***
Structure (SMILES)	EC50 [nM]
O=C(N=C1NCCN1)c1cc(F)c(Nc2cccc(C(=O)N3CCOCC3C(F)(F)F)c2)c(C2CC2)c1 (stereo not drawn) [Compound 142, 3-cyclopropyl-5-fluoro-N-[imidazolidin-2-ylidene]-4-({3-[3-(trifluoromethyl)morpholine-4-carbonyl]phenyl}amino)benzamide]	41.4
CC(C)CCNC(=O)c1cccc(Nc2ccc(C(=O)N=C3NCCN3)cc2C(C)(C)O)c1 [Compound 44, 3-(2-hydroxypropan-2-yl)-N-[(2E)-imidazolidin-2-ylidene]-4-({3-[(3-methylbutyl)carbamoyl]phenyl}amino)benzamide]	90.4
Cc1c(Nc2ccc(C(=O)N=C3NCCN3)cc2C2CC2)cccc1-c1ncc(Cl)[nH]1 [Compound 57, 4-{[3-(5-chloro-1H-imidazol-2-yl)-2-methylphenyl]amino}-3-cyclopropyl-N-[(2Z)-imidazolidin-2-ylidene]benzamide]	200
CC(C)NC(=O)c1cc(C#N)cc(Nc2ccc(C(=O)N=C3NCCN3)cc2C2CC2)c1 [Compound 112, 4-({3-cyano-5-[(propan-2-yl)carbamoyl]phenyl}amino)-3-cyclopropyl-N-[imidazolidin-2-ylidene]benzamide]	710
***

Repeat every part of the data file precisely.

Structure (SMILES)	EC50 [nM]
O=C(N=C1NCCN1)c1cc(F)c(Nc2cccc(C(=O)N3CCOCC3C(F)(F)F)c2)c(C2CC2)c1 (stereo not drawn) [Compound 142, 3-cyclopropyl-5-fluoro-N-[imidazolidin-2-ylidene]-4-({3-[3-(trifluoromethyl)morpholine-4-carbonyl]phenyl}amino)benzamide]	41.4
CC(C)CCNC(=O)c1cccc(Nc2ccc(C(=O)N=C3NCCN3)cc2C(C)(C)O)c1 [Compound 44, 3-(2-hydroxypropan-2-yl)-N-[(2E)-imidazolidin-2-ylidene]-4-({3-[(3-methylbutyl)carbamoyl]phenyl}amino)benzamide]	90.4
Cc1c(Nc2ccc(C(=O)N=C3NCCN3)cc2C2CC2)cccc1-c1ncc(Cl)[nH]1 [Compound 57, 4-{[3-(5-chloro-1H-imidazol-2-yl)-2-methylphenyl]amino}-3-cyclopropyl-N-[(2Z)-imidazolidin-2-ylidene]benzamide]	200
CC(C)NC(=O)c1cc(C#N)cc(Nc2ccc(C(=O)N=C3NCCN3)cc2C2CC2)c1 [Compound 112, 4-({3-cyano-5-[(propan-2-yl)carbamoyl]phenyl}amino)-3-cyclopropyl-N-[imidazolidin-2-ylidene]benzamide]	710